Zero trust continues to make airwaves in the enterprise IT world because it triggers the ideology of securing everything without having room for assumptions.
In cybersecurity, the lack of a security architecture continues to be a major pain point, but the supercloud concept seeks to be a game-changer because it embeds zero trust, according to Nir Zuk (pictured), founder and chief technology officer of Palo Alto Networks Inc.
“The funny thing is, using the word security in architecture rarely works together,” Zuk said. “We’ve always tried to find ways to put an architecture into writing blueprints, whatever you want to call it, and it’s always been difficult. Luckily, two things. First, there’s something called zero trust; zero trust among other things is really a way to create a security architecture. Second, in the supercloud, we’re starting from scratch; we can do things differently.”
Zuk spoke with theCUBE industry analyst Dave Vellante at today’s Supercloud 2 event, during an exclusive broadcast on theCUBE, SiliconANGLE Media’s livestreaming studio. They discussed why supercloud is a perfect fit for the cybersecurity landscape and how Palo Alto Networks pushes this agenda.
How does zero trust fit into the picture?
By incorporating the idea of falling in love with the problem not the solution, Palo Alto Networks was able to prompt more cybersecurity capabilities because it didn’t make any trust assumptions. Therefore, this has made zero trust relevant in the supercloud world, according to Zuk.
“The idea behind the platform was to, over time, take more and more cybersecurity functions and deliver them together — one brain, one decision,” he said. “When you combine that with zero trust and you end up with something where any user, geographical location, and application are secured the same way, you end up with an architecture for securing your applications, which is applicable for the supercloud.”
Palo Alto Networks incorporates the supercloud concept into a complex issue like security through normalization, according to Zuk, who said that this happens through abstraction.
“Different cloud providers call their storage different names, and you use different ways to configure them and the logs come out the same; so we normalize it,” he pointed out. “Thanks to that normalization, our customers both on the engineering side and on the user side, operations side, end up having to learn one terminology in order to set policies and understand attacks and investigate incidents.”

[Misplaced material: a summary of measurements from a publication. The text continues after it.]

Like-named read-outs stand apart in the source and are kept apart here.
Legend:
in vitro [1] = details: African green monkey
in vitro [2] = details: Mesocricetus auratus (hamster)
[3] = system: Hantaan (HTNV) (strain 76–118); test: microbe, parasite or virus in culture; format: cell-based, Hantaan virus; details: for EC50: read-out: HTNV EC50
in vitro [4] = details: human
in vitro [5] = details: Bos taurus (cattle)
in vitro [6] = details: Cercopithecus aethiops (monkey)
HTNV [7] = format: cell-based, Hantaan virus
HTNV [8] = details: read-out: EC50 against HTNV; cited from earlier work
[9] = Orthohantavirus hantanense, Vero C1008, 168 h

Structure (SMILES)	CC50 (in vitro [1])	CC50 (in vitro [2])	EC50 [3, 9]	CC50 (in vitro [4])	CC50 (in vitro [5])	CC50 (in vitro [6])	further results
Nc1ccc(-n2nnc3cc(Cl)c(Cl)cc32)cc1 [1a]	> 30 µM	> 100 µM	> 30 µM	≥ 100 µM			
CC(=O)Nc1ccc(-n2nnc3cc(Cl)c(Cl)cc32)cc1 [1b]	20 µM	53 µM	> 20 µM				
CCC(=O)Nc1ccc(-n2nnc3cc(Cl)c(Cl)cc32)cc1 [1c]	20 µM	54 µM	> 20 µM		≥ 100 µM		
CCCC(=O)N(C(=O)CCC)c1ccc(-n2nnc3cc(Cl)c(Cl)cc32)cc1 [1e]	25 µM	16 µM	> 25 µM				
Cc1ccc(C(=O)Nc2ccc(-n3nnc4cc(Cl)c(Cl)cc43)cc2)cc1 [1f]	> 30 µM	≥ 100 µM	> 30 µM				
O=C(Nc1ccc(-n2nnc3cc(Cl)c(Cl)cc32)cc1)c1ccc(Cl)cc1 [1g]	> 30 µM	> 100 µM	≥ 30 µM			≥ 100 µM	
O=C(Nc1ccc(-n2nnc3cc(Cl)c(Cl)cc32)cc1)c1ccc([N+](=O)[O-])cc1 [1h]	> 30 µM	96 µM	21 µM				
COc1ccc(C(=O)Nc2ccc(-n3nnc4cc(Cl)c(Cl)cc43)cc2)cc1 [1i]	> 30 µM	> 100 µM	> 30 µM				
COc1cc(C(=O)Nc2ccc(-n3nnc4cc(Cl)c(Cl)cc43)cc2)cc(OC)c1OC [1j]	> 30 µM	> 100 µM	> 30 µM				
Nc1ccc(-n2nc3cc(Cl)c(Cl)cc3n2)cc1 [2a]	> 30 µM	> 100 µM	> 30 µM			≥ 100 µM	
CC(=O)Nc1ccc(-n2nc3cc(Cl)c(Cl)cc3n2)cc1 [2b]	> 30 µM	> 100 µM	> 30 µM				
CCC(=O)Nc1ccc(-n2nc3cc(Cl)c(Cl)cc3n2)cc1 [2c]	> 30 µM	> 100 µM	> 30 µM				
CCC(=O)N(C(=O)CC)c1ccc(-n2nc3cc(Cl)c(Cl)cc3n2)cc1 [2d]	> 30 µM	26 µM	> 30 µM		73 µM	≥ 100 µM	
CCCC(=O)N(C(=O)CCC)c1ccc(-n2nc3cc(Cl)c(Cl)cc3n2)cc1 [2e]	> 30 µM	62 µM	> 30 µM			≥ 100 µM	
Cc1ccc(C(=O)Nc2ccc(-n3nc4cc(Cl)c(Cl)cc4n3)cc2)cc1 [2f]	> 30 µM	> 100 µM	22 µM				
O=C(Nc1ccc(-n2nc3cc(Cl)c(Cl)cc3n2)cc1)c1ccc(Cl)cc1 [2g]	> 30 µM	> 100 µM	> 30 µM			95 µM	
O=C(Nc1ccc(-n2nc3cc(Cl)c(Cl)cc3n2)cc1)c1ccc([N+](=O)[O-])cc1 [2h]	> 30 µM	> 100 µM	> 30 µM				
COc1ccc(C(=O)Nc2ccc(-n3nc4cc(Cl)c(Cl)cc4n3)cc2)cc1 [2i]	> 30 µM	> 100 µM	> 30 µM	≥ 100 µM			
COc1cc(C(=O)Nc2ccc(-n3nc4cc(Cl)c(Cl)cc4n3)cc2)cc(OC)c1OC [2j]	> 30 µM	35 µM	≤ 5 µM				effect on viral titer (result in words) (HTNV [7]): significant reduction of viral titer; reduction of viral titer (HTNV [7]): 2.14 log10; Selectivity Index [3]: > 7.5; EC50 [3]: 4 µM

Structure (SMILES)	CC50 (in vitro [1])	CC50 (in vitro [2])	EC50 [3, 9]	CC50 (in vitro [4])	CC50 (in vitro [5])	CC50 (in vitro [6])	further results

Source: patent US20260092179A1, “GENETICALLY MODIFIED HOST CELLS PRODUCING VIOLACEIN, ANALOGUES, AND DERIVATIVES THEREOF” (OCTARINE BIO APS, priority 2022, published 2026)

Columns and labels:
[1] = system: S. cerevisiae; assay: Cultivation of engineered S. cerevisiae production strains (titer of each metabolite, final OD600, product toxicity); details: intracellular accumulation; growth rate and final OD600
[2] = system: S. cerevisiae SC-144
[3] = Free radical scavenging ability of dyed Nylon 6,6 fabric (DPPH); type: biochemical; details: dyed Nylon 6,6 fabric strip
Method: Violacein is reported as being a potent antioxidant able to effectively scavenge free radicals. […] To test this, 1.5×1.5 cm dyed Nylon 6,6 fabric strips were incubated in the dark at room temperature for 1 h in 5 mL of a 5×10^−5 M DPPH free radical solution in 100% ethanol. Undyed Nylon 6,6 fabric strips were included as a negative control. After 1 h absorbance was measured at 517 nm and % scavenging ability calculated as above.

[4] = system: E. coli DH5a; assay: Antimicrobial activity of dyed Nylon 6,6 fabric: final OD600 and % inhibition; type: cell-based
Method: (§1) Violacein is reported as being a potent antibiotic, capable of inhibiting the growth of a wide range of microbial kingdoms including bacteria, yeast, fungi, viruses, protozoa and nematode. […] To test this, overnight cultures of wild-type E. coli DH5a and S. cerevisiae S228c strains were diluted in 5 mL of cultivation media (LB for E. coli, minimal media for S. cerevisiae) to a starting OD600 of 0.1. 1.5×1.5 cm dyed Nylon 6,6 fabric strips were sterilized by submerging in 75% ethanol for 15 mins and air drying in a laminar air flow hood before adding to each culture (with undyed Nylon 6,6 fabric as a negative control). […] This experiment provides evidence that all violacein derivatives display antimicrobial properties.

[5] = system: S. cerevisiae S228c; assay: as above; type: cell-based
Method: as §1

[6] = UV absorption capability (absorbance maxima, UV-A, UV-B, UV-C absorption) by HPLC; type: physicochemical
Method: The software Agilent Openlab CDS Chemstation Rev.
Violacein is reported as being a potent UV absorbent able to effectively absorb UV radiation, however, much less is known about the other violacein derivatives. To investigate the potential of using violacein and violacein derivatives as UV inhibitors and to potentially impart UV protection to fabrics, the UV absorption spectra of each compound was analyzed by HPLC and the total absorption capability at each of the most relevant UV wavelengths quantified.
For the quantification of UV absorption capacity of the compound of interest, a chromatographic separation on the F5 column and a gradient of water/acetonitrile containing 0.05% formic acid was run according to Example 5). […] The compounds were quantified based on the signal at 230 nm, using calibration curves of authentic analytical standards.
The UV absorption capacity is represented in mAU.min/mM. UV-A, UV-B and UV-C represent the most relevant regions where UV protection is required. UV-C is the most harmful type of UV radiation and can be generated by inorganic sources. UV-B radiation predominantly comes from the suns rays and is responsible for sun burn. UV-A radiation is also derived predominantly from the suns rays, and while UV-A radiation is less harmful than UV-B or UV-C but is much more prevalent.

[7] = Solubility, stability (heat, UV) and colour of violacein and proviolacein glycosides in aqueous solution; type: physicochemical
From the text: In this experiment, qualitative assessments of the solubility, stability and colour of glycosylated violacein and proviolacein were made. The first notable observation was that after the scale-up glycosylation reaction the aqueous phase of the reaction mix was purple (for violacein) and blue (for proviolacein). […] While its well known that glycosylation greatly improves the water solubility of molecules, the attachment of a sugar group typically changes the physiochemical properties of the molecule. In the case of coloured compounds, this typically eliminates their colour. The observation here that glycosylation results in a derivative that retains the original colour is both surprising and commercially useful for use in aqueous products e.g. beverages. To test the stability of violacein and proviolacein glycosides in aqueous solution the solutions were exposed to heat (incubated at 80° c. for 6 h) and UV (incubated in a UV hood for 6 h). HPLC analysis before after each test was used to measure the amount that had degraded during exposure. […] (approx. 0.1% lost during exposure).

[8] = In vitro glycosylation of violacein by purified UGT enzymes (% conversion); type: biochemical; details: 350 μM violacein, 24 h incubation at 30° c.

Supercloud architecture comes into play
As a layer of value on top of the hyperscalers, supercloud should be treated as architecture not a platform, according to Zuk. Palo Alto Networks has set the ball rolling in the supercloud architecture space, he added.
“Practically, this world is ruled by financial interests, and none of the public cloud providers has any interest of making it easy for anyone to go multicloud,” Zuk said. “We, as a third-party provider, cybersecurity provider, we’re doing our best … it’s pretty close to being the way you describe the top of your supercloud. We’re building something that abstracts the underlying cloud such that securing each of these clouds, and by the way, I would add private cloud to it as well, looks exactly the same.”
To achieve the supercloud experience, having a single global instance is the ideal deployment model, according to Zuk. This is because it enhances security and drives compute costs down.
“From a security perspective, it’s always better to run in one place, because when you collect the information, you get information from all the clouds and you can start looking for cross-cloud issues, incidents, attacks and so on,” he noted. “So we prefer the approach of running in one place, bringing all the data there, and running all the security, the machine learning versus trying to create a distributed deployment in order to try to save some money on the network data transfers.”
When it comes to cloud security, agents play a fundamental role because they enhance protection, Zuk explained.
“When you deploy cloud security, you have to decide whether you’re going to use agents or not,” he pointed out. “By agents, I mean something working, something running inside the workload. I recommend using agents because that enables prevention; it enables functionality you cannot get without agents.”
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